TABLE 3
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Table 3. Complex sequences of commands.

4.3. Research intervention for phase 2: Model-based scaffold

As shown in Figure 2, this scaffolding tool included a model (a representation on a smaller scale than the real one) of the actual floor mat, the robotic device Bee-Bot, and laminated cards depicting each programming command. The child had to first think about the algorithm and construct it using the laminated cards on the floor and the model mat. After that, the children tested their algorithm on the actual mat using the Bee-Bot.

FIGURE 2
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Figure 2. Model-based scaffolding tool.

4.4. Research intervention for phase 2: Code-based scaffold

As shown in Figure 3, the code-based scaffolding tool incorporated a cardboard and a set of laminated cards to model each Bee-Bot command. First, children were asked to look at the actual mat and then, without simulating the moves of the Bee-Bot, use the laminated cards to form a visual sequence of commands for the Bee-Bot to execute. Next, the children displayed the visual algorithm on a large cardboard, and finally, they tested it using the actual mat and the Bee-Bot.

FIGURE 3
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Figure 3. Code-based scaffolding tool.

4.5. Problem-solving tasks

The researchers used three different problem-solving tasks in the three research phases. Each task/phase was accompanied by a relevant mat, as shown in Figure 4. Children had 20 min to solve a problem-solving task with the Bee-Bot. The first problem-solving task (in the first phase) involved children in 13 subtasks to discover the functions of the Bee-Bot. The second task (in the second phase, which was the phase where the two types of scaffolds were used), which included five subtasks, taught children how to formulate sequences of commands at increasing levels of complexity. Finally, after the researchers removed the scaffolds (in the second phase), they used a third task (in the third phase) comprised of five subtasks to assess children’s computational thinking.

FIGURE 4
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Figure 4. The three mats used in the research.

4.6. Research procedures

Research procedures consisted of three research phases conducted individually for each participant. There were 3 days elapsed time between each research phase. The duration of each phase was 20 min.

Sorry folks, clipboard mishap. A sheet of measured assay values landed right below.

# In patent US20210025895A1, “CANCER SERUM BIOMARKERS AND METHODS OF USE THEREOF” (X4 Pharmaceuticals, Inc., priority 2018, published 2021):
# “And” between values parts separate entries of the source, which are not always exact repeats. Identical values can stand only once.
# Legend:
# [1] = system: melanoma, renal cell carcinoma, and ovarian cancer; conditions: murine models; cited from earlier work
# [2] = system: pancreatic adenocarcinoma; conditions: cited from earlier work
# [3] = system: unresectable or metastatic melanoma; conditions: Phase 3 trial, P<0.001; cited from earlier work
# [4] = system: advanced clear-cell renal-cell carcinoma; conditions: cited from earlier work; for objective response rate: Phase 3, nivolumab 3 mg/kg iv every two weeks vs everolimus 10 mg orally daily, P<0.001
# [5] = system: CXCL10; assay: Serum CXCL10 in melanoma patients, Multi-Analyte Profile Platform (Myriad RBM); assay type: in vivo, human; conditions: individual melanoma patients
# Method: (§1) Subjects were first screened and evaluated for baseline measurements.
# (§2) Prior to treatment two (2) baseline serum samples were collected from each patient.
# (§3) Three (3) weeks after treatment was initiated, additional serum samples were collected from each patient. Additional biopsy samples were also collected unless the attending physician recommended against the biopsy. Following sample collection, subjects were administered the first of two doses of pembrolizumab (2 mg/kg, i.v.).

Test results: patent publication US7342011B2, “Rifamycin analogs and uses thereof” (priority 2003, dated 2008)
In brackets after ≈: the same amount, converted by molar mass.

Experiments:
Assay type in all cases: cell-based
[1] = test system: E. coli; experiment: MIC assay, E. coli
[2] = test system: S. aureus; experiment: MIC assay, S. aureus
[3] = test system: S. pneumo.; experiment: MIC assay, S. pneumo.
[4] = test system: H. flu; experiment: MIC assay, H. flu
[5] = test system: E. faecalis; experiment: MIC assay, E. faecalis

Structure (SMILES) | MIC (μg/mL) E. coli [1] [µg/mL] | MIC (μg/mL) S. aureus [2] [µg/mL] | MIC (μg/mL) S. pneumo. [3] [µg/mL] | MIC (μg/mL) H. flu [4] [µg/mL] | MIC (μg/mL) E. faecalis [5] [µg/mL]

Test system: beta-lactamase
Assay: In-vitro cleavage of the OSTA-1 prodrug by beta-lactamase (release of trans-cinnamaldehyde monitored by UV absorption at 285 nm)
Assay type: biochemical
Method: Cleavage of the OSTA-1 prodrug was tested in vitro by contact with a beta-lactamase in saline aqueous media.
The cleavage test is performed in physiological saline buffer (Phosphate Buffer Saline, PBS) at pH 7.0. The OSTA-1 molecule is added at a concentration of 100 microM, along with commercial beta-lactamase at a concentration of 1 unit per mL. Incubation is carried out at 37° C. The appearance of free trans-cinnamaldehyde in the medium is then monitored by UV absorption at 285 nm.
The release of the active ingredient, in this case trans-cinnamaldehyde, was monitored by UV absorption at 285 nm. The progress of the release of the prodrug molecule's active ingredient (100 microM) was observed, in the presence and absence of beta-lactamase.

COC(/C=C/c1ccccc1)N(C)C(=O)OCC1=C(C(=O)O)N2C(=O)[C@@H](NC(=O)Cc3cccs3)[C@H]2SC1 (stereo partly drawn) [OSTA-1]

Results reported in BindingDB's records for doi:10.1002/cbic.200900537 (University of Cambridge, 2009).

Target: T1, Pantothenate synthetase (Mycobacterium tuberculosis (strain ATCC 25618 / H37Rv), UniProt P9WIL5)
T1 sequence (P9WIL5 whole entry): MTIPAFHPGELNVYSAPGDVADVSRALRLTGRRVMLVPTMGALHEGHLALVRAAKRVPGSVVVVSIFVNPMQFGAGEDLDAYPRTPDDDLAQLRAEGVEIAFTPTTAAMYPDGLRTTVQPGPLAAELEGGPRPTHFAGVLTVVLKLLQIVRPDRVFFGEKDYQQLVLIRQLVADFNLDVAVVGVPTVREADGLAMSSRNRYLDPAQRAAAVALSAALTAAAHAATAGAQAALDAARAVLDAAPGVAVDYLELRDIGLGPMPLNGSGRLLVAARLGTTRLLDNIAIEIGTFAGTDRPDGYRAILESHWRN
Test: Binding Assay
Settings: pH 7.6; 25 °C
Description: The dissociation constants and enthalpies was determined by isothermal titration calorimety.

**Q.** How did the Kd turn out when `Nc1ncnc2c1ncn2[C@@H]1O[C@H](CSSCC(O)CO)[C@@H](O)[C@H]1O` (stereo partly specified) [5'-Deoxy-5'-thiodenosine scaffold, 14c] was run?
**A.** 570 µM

In Phase 1, children learned the basic commands of the Bee-Bot and, more specifically, as shown in Table 4, how to program the Bee-Bot using short sequences of commands.

TABLE 4
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Table 4. Short sequences of commands.

During Phase 2, children worked with tasks that required sequences of four to seven commands. Some examples are given in Table 5. In Phase 2, the researchers scaffolded children’s learning using the scaffolding tools in the two experimental groups. The control group worked through free play and exploration with no scaffolding. During the last phase, Phase 3, the researchers removed the scaffolding tools and used the third problem-solving task to assess children’s performance.

TABLE 5
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Table 5. Structure of complex sequences of commands.

4.7. Data analysis

The researchers videotaped children’s interactions with Bee-Bots during all research phases of the study. Specifically, the researchers recorded children’s command choices to complete each problem-solving task in various attempts. The research data were analyzed using the process coding method by Saldaña, 2015, which is suitable when the observed interactions include problem-solving. At first, both researchers coded four videos from each group to ensure standard grading procedures. Then researchers coded the videos independently. Interrater reliability was calculated and found to be 0.87 (denoted as the percentage of agreement between the first and the second researcher), which is considered satisfactory for problem-solving tasks. Regarding the effect of gender and scaffolding tools on children’s computational thinking performance, the researchers performed two 2 × 3 analyses of variance, one for phase 2 and another for phase 3. In addition, the authors performed a 2 × 3 repeated measures analysis of variance to determine between-subjects effects for boys and girls across the experimental and control conditions.

5. Results

5.1. Computational thinking assessment rubric

A vast majority of studies under the umbrella of computational thinking have used rubrics for their assessment (e.g., Sherman and Martin, 2015; Basu et al., 2018; Basu, 2019). In line with Basu et al. (2018) methodology, the researchers herein collected data from all one hundred and seventy students’ solutions for each problem-solving task and then identified whether students solved the tasks correctly on their first attempt or in further attempts. The researchers developed a rubric to assess students’ computational thinking performance based on this holistic analysis. As shown in Table 6, the authors of this study evaluated student performance in (a) the number of attempts in terms of command sequences students formed to program the Bee-Bot and (b) whether students used decomposition to solve a task.

TABLE 6
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Table 6. Computational thinking assessment rubric.

5.2. Computational thinking holistic performance

The descriptive statistics shown in Table 7 indicate higher scores for the male participants than their female counterparts in each group. The descriptive statistics also show large standard deviations indicating that there is a lot of variance in the observed scores around the mean. A large spread indicates that there are probably large differences between individual scores that might be related to important initial problem-solving differences among the preschool students who participated in the study.